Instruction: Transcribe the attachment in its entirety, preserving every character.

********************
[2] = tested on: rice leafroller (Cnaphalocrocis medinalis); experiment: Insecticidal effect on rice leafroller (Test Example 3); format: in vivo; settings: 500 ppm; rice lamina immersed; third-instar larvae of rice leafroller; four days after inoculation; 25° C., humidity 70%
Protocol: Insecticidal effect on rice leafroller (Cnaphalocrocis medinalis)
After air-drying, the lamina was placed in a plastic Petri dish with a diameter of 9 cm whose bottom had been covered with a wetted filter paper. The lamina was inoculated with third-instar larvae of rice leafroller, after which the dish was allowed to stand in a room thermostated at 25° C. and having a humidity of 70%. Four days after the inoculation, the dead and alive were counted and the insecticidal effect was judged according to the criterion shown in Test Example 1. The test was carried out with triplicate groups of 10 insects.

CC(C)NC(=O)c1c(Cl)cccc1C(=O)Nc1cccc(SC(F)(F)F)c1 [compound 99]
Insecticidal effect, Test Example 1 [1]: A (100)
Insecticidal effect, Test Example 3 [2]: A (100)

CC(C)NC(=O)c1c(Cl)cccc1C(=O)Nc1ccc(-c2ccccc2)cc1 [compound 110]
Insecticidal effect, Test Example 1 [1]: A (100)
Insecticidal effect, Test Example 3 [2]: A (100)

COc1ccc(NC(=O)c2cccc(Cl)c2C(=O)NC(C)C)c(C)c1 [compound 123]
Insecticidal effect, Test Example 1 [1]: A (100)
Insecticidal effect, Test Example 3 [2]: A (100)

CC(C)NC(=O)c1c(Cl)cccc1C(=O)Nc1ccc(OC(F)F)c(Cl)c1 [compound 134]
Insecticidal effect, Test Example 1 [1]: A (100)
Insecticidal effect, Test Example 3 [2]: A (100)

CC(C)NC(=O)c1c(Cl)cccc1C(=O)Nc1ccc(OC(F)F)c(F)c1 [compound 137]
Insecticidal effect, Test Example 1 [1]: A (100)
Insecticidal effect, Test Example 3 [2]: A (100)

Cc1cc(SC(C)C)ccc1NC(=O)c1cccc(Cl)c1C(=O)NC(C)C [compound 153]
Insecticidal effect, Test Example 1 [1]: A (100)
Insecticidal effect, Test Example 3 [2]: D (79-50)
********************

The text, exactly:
[2] = tested on: rice leafroller (Cnaphalocrocis medinalis); experiment: Insecticidal effect on rice leafroller (Test Example 3); format: in vivo; settings: 500 ppm; rice lamina immersed; third-instar larvae of rice leafroller; four days after inoculation; 25° C., humidity 70%
Protocol: Insecticidal effect on rice leafroller (Cnaphalocrocis medinalis)
After air-drying, the lamina was placed in a plastic Petri dish with a diameter of 9 cm whose bottom had been covered with a wetted filter paper. The lamina was inoculated with third-instar larvae of rice leafroller, after which the dish was allowed to stand in a room thermostated at 25° C. and having a humidity of 70%. Four days after the inoculation, the dead and alive were counted and the insecticidal effect was judged according to the criterion shown in Test Example 1. The test was carried out with triplicate groups of 10 insects.

CC(C)NC(=O)c1c(Cl)cccc1C(=O)Nc1cccc(SC(F)(F)F)c1 [compound 99]
Insecticidal effect, Test Example 1 [1]: A (100)
Insecticidal effect, Test Example 3 [2]: A (100)

CC(C)NC(=O)c1c(Cl)cccc1C(=O)Nc1ccc(-c2ccccc2)cc1 [compound 110]
Insecticidal effect, Test Example 1 [1]: A (100)
Insecticidal effect, Test Example 3 [2]: A (100)

COc1ccc(NC(=O)c2cccc(Cl)c2C(=O)NC(C)C)c(C)c1 [compound 123]
Insecticidal effect, Test Example 1 [1]: A (100)
Insecticidal effect, Test Example 3 [2]: A (100)

CC(C)NC(=O)c1c(Cl)cccc1C(=O)Nc1ccc(OC(F)F)c(Cl)c1 [compound 134]
Insecticidal effect, Test Example 1 [1]: A (100)
Insecticidal effect, Test Example 3 [2]: A (100)

CC(C)NC(=O)c1c(Cl)cccc1C(=O)Nc1ccc(OC(F)F)c(F)c1 [compound 137]
Insecticidal effect, Test Example 1 [1]: A (100)
Insecticidal effect, Test Example 3 [2]: A (100)

Cc1cc(SC(C)C)ccc1NC(=O)c1cccc(Cl)c1C(=O)NC(C)C [compound 153]
Insecticidal effect, Test Example 1 [1]: A (100)
Insecticidal effect, Test Example 3 [2]: D (79-50)